My non-observance has become my personal holiday. I’m something of a rare case. A Vox survey from this week estimates that two out of three Americans will tune in this weekend. I can’t speak for what the other one in three of us is up to (working the Sunday shift?), but for me, the details of my ritual vary from year to year. The theme is always the same, though: I’m not having fun in spite of being alone. I’m having fun because I am alone.

It is the one Sunday a year I’m free to enjoy all the trappings of Washington without the bros, crowds, lines, and parking fiascos I’d otherwise encounter in the precious final hours of the weekend. For me, Super Bowl Sunday isn’t quite a three-day weekend, but it’s more than the extra hour that comes with the return to standard time. It’s a magical evening where I’ve tricked the laws of time to my advantage.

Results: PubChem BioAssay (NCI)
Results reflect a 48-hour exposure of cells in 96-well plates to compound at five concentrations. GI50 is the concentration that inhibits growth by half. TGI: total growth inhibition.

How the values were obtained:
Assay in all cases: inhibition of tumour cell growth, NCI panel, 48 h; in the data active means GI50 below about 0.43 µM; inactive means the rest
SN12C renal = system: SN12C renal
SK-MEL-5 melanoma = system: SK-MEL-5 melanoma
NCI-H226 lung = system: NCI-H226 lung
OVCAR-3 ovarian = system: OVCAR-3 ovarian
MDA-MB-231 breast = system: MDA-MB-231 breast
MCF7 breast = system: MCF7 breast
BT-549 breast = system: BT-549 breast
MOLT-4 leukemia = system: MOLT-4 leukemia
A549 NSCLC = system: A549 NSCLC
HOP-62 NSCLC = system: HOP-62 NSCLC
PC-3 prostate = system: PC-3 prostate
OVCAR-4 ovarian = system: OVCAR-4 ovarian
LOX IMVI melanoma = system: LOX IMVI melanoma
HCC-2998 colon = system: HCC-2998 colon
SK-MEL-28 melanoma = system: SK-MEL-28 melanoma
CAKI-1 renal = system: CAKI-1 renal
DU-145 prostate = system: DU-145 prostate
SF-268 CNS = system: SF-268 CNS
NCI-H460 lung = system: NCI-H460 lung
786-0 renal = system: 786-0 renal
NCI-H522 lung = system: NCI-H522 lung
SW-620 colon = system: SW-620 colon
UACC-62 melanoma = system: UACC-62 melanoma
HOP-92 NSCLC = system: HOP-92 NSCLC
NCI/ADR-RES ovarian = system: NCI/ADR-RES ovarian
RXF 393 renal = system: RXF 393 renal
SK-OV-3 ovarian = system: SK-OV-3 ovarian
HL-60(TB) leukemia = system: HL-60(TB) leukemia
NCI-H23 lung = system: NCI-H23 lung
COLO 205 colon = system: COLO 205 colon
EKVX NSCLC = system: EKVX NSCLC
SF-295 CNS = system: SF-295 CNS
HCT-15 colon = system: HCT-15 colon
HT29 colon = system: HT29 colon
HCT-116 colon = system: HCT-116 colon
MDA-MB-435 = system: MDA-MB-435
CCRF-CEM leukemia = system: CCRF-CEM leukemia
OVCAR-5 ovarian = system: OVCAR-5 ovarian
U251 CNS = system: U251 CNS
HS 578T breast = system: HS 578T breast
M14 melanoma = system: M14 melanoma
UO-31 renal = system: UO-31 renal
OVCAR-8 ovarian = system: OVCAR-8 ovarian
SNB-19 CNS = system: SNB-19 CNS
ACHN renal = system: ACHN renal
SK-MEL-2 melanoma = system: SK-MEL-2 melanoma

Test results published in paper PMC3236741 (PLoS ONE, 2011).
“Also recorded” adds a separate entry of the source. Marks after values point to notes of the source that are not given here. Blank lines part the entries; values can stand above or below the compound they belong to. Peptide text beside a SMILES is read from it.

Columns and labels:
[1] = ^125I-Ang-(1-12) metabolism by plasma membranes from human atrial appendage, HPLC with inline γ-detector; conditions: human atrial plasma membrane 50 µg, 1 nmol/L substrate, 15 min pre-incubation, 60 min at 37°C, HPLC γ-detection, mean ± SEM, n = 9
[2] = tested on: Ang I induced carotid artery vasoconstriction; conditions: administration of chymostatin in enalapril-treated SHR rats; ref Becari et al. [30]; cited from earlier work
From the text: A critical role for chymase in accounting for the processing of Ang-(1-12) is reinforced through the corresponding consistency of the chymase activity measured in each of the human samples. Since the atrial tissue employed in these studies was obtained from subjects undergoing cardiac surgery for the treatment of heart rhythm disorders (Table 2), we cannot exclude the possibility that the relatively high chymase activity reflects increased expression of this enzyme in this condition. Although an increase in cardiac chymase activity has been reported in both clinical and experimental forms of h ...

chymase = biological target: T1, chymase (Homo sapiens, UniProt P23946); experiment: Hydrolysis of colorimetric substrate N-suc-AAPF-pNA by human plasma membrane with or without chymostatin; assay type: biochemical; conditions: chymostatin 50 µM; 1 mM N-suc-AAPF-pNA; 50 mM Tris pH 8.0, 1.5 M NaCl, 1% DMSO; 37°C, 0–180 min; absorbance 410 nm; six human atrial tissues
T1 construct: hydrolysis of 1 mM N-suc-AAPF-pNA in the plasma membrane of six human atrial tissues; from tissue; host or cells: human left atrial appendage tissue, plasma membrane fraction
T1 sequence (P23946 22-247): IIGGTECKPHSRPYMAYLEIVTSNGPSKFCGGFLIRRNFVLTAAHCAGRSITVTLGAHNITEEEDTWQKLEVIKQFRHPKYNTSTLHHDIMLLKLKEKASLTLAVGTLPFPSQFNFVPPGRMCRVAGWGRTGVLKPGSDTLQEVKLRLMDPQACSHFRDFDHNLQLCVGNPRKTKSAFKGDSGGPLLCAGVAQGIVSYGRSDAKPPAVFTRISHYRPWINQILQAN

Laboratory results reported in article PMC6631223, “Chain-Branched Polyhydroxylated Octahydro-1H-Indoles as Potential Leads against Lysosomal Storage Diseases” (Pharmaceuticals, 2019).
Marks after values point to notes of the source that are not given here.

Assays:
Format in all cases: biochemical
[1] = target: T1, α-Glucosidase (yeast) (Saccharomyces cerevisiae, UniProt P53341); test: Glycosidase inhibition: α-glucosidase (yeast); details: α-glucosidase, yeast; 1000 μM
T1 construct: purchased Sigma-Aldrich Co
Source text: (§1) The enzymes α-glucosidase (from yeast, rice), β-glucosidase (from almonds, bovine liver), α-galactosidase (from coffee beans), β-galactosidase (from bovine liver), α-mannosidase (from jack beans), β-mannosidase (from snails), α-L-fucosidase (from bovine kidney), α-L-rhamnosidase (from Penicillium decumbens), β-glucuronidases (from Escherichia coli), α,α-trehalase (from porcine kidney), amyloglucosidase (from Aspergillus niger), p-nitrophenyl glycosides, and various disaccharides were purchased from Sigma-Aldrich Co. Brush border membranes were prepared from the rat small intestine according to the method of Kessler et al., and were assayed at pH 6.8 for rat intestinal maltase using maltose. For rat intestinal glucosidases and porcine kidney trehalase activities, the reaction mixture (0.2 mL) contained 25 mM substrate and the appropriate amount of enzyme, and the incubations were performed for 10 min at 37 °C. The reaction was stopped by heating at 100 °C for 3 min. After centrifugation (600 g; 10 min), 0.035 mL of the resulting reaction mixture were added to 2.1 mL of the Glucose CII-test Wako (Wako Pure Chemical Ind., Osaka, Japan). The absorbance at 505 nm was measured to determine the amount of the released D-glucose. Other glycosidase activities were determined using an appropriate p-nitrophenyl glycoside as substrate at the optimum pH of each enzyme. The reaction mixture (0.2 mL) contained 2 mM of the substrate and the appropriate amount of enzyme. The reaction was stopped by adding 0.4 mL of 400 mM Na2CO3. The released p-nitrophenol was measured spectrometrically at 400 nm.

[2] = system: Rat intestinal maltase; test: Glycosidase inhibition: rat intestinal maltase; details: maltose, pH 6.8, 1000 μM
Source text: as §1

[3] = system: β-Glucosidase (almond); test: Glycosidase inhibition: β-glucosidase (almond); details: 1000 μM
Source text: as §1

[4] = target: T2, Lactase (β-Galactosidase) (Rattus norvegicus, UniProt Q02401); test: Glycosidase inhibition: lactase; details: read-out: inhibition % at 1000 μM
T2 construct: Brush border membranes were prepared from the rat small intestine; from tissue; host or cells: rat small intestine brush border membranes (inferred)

–Laura McGann, I used to hate the Super Bowl. Then I turned it into my own holiday.

Besides the fact that I empathize so hard with this, I must also commend Sarah Turbin’s delightfully whimsical illustrations for the essay. My own plan for Super Bowl Sunday is to snag a choice spot by the fireplace in one (or more, if I migrate around!) of the local coffee shops. Then I will do much homework.


The dishonesties of false personalization